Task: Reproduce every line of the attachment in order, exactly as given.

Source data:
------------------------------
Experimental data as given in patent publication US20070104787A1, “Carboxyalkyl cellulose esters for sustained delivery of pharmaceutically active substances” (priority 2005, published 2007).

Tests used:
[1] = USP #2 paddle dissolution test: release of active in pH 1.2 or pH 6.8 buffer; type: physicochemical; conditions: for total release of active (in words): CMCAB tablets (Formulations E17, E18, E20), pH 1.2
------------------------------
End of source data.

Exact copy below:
Experimental data as given in patent publication US20070104787A1, “Carboxyalkyl cellulose esters for sustained delivery of pharmaceutically active substances” (priority 2005, published 2007).

Tests used:
[1] = USP #2 paddle dissolution test: release of active in pH 1.2 or pH 6.8 buffer; type: physicochemical; conditions: for total release of active (in words): CMCAB tablets (Formulations E17, E18, E20), pH 1.2